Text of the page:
Lecture 12 Non-sporing anaerobes

668 views

Published on

Published in: Health & Medicine, Technology
0 Comments
0 Likes
Statistics
Notes
  • Be the first to comment

  • Be the first to like this

No Downloads
Views
Total views
668
On SlideShare
0
From Embeds
0
Number of Embeds
1
Actions
Shares
0
Downloads
22
Comments
0
Likes
0
Embeds 0
No embeds

No notes for slide

Lecture 12 Non-sporing anaerobes

  1. 1. ‫بسم ا الرحمن الرحيم‬ NON-SPORING ANAEROBES Prof. Khalifa Sifaw Ghenghesh
  2. 2. Part of the Normal Microbial Flora • In the mouth and oropharynx, gastrointestinal tract and female genital tract of healthy individuals. • Gram+ve and Gram – ve cocci, rods and filaments, as well as spiral forms. Wide Variety of Infections • Wound infections • Periodontal disease Most infections are of endogenous origin and polymicrobial (exception > clostridia) Infections in damaged and necrotic tissues, or in the immunocompromised.
  3. 3. Some clinical signs and indicators of non-clostridial anaerobic infections -----------------------------------------------------------------Foul-smelling pus, discharge or lesion Production of a large amount of pus (abscess formation) Proximal of lesion to mucosal surface or portal of entry Failure to isolate organism from pus (sterile pus) Infection associated with necrotic tissue Deep abscess Gas formation in tissues Failure to respond to conventional antimicrobial therapy Pus which shows red fluorescence under UV light Detection of “sulphur granules” in pus (actinomycosis) Infection of human or animal wound bite Gram-negative bacteraemia
  4. 4. Polymicrobial Flora Mixed infections varies according the site affected. 2-12 species or more are involved. May include strict and facultative anaerobes and microaerophilic organisms. Frequently comprise mixtures of Gram —ve rods (e.g. Bacteroides, Prevotella and Fusobacterium species) and Gram+ve cocci (peptostreptococci or streptococci or both)
  5. 5. Non-Sporing Gram-Negative Rods Fusobacterium species • Oral origin (mainly) • Colonize the mucous membranes of humans and animals • Commensals of upper respiratory and gastrointestinal tracts. • Fusobacterium nucleatum Leptotrichia species • Leptotrichia buccalis • “Vincent’s gingivitis”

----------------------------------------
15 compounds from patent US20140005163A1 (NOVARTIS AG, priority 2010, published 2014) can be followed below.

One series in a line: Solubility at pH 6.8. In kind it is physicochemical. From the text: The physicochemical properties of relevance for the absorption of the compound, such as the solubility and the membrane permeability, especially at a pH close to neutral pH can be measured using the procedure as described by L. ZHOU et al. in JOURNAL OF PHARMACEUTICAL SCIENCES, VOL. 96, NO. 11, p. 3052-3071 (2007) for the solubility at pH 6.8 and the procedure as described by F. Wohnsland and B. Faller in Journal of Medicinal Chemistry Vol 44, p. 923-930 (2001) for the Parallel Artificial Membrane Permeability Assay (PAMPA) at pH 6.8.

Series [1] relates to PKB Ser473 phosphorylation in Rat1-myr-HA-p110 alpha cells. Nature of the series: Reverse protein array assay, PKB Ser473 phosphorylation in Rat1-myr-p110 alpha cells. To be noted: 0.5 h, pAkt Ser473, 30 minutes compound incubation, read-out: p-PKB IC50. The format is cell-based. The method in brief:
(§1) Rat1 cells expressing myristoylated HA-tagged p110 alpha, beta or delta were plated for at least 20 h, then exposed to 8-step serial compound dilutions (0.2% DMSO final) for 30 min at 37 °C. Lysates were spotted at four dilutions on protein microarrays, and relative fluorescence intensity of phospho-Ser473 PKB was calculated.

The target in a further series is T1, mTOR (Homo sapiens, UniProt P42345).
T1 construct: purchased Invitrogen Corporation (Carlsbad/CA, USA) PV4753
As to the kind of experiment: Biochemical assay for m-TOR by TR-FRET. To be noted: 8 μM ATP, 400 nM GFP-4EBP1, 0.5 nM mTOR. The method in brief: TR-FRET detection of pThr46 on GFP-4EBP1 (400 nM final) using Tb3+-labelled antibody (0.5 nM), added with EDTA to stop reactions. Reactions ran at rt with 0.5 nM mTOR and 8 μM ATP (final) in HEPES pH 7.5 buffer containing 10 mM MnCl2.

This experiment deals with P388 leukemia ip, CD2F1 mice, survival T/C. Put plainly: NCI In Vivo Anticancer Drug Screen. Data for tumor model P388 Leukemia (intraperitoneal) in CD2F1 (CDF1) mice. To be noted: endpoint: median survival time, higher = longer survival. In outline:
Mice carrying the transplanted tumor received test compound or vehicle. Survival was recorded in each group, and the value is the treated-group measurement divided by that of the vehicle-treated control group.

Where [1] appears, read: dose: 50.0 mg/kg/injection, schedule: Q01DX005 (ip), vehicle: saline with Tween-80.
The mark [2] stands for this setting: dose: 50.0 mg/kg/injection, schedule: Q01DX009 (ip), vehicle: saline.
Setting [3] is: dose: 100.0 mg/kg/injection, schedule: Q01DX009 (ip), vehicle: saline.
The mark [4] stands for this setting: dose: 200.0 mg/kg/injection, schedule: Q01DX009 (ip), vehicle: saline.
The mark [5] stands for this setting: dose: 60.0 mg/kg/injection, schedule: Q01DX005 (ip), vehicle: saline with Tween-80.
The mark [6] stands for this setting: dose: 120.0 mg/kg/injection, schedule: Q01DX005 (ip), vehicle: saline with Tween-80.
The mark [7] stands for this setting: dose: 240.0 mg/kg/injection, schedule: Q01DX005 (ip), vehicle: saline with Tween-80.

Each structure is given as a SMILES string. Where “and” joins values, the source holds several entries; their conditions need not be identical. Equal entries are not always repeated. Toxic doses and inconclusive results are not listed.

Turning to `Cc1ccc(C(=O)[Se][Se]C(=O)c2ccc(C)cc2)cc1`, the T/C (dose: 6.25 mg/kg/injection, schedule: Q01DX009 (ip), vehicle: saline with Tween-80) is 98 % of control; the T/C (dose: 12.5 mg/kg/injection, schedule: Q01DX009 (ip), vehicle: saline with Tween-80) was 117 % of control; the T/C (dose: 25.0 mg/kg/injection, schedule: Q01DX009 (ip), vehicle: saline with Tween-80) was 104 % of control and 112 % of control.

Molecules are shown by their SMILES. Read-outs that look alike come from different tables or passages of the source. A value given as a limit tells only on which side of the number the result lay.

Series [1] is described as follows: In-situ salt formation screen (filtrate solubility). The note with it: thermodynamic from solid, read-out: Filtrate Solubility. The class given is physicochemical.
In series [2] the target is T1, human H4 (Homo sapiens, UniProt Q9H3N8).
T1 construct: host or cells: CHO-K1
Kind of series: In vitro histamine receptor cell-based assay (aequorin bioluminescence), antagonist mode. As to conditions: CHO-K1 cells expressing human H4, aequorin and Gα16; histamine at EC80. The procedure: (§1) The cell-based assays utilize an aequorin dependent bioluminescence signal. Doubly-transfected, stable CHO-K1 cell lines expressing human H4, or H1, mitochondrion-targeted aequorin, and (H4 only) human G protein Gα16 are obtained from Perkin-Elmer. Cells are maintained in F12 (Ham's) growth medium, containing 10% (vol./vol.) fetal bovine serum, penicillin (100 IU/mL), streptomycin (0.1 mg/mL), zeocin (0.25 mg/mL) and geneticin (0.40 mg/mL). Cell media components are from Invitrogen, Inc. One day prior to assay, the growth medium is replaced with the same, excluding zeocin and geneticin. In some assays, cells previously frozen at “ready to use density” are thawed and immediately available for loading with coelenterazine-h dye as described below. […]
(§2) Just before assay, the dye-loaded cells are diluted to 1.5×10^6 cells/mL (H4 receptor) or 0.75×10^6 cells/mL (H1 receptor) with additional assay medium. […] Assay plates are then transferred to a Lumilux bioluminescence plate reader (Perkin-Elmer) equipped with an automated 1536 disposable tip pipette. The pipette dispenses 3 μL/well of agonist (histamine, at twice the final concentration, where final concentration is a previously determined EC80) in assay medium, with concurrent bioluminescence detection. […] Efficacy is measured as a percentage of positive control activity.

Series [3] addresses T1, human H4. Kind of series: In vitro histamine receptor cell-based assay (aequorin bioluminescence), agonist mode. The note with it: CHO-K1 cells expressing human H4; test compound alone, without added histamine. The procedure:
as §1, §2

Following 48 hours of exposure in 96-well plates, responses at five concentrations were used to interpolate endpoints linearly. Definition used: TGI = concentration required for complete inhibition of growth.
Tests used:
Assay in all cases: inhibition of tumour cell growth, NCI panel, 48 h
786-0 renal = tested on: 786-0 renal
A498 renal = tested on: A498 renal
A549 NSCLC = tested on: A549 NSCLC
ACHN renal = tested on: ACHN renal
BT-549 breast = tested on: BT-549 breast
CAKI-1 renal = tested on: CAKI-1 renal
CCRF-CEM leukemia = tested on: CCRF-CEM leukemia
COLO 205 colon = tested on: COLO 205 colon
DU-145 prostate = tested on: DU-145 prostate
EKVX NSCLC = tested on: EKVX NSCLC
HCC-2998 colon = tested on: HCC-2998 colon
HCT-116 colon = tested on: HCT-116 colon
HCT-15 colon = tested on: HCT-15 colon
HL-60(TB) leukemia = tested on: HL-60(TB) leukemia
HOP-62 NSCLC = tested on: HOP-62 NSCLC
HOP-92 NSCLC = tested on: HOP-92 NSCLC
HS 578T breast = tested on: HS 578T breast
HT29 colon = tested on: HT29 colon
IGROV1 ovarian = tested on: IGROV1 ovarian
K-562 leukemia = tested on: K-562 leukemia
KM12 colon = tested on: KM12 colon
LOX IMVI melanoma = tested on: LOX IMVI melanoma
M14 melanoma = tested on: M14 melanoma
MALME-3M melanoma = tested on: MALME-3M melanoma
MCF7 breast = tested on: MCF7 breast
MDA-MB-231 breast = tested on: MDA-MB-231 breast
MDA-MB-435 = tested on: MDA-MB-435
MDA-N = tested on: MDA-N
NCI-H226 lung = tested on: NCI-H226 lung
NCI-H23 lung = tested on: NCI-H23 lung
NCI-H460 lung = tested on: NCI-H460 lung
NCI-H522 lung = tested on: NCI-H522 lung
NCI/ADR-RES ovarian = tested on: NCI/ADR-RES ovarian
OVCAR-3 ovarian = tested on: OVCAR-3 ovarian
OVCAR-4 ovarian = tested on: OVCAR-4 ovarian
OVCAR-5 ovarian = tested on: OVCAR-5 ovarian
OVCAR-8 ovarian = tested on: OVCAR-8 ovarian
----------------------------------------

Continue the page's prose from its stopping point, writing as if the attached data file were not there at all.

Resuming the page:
6. 6. Bacteroides species and Related Gram —ve rods. 3 Groups: Saccharolytic group >> Most important: • Bacteroides fragilis (group) • Intrabdominal and soft tissue infections below the waist Moderately Saccharolytic group • Prevotella melaninogenica Asaccharolytic group • Porphyromonas asaccharolytica • Porphyromonas gingivalis • Periodontitis
  7. 7. Bacteroides fragilis ssp. fragilis cultured in blood agar medium for 48 hours.
  8. 8. Bacteroides fragilis
  9. 9. Fusobacterium sp.
  10. 10. Gram-Positive Anaerobic Cocci Genus: Peptostreptococcus • P. asaccharolyticus • P. vaginalis Infections in various parts of the body • Abscesses
  11. 11. Types of Infection and Clinical Specimens from which Anaerobic Gram+ve Cocci are Isolated ------------------------------------------------------------------- Blood cultures Central nervous system (including brain abscesses) Head and neck infections (including ear) Dental abscesses and infected root canal Periodontal diseases Human and animal bites Pleural infections Abdominal infections Genito-urinary tract infections Decubitus ulcers Foot ulcers Osteomyelitis -------------------------------------------------------------------
  12. 12. Gram-Negative Anaerobic Cocci Genus: Veillonella • Normal flora of GIT • A regular component of supragingival plaque and the tongue microflora • A minor component of mixed anaerobic infection
  13. 13. Non-Sporing Gram-Positive Rods Present in significant numbers in normal flora of the mouth, skin, GI and female genito-urinary tracts Propionibacterium Bifidobacterium Lactobacillus Actinomyces Eubacterium
  14. 14. Infection of the lachrymal canal (lachrymal canaliculitis) Some species are found in acne Occasionally isolated in infective endocarditis and infection associated with implaned prostheses
  15. 15. Spiral-Shaped, Motile organisms Several Treponema species found in the mouth Mixed anaerobic infections • Acute necrotizing ulcerative gingivitis
  16. 16. Laboratory Diagnosis Adequate clinical specimens are collected (preferably under reducing conditions) and rapidly transported to bacteriology laboratory. Microscopical examination Cultured on proper media and under anaerobic conditions Gas-liquid chromatography • Direct on pus and other clinical materials
  17. 17. Treatment Surgical • Drainage of pus from abscess, debridement, curettage and removal of necrotic tissue Antibiotics • Penicillin, Metronidazole

×